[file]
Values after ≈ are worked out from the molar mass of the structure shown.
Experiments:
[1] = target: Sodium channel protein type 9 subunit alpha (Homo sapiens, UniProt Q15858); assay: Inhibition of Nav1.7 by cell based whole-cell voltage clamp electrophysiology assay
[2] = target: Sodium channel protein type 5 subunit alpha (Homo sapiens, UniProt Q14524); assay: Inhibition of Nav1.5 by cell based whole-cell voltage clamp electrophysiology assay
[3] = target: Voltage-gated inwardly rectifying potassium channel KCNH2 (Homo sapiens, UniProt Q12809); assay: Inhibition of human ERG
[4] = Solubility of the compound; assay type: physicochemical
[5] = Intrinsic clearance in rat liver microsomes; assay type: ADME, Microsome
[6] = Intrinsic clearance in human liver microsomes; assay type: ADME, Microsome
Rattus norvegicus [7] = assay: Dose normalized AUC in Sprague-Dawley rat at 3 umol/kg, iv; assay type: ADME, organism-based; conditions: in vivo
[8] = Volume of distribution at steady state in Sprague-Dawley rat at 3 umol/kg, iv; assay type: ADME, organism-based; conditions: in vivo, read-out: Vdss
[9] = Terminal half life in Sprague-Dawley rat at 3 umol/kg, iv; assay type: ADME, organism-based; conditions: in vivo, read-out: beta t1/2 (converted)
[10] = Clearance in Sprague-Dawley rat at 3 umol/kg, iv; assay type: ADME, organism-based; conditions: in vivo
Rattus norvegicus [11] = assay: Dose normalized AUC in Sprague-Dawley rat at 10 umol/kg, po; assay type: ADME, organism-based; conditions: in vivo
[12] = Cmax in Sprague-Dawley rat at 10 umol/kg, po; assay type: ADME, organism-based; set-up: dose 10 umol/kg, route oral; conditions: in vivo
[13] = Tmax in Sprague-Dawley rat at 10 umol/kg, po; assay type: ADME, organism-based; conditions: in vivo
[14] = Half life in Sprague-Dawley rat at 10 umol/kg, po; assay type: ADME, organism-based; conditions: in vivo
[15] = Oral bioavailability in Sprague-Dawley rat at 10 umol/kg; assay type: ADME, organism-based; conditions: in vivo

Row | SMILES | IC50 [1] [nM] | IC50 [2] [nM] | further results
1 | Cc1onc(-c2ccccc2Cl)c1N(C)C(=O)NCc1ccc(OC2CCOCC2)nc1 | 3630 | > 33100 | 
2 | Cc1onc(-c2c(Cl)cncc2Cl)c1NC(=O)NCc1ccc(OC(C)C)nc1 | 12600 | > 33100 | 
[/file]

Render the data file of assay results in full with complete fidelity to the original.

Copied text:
Values after ≈ are worked out from the molar mass of the structure shown.
Experiments:
[1] = target: Sodium channel protein type 9 subunit alpha (Homo sapiens, UniProt Q15858); assay: Inhibition of Nav1.7 by cell based whole-cell voltage clamp electrophysiology assay
[2] = target: Sodium channel protein type 5 subunit alpha (Homo sapiens, UniProt Q14524); assay: Inhibition of Nav1.5 by cell based whole-cell voltage clamp electrophysiology assay
[3] = target: Voltage-gated inwardly rectifying potassium channel KCNH2 (Homo sapiens, UniProt Q12809); assay: Inhibition of human ERG
[4] = Solubility of the compound; assay type: physicochemical
[5] = Intrinsic clearance in rat liver microsomes; assay type: ADME, Microsome
[6] = Intrinsic clearance in human liver microsomes; assay type: ADME, Microsome
Rattus norvegicus [7] = assay: Dose normalized AUC in Sprague-Dawley rat at 3 umol/kg, iv; assay type: ADME, organism-based; conditions: in vivo
[8] = Volume of distribution at steady state in Sprague-Dawley rat at 3 umol/kg, iv; assay type: ADME, organism-based; conditions: in vivo, read-out: Vdss
[9] = Terminal half life in Sprague-Dawley rat at 3 umol/kg, iv; assay type: ADME, organism-based; conditions: in vivo, read-out: beta t1/2 (converted)
[10] = Clearance in Sprague-Dawley rat at 3 umol/kg, iv; assay type: ADME, organism-based; conditions: in vivo
Rattus norvegicus [11] = assay: Dose normalized AUC in Sprague-Dawley rat at 10 umol/kg, po; assay type: ADME, organism-based; conditions: in vivo
[12] = Cmax in Sprague-Dawley rat at 10 umol/kg, po; assay type: ADME, organism-based; set-up: dose 10 umol/kg, route oral; conditions: in vivo
[13] = Tmax in Sprague-Dawley rat at 10 umol/kg, po; assay type: ADME, organism-based; conditions: in vivo
[14] = Half life in Sprague-Dawley rat at 10 umol/kg, po; assay type: ADME, organism-based; conditions: in vivo
[15] = Oral bioavailability in Sprague-Dawley rat at 10 umol/kg; assay type: ADME, organism-based; conditions: in vivo

Row | SMILES | IC50 [1] [nM] | IC50 [2] [nM] | further results
1 | Cc1onc(-c2ccccc2Cl)c1N(C)C(=O)NCc1ccc(OC2CCOCC2)nc1 | 3630 | > 33100 | 
2 | Cc1onc(-c2c(Cl)cncc2Cl)c1NC(=O)NCc1ccc(OC(C)C)nc1 | 12600 | > 33100 | 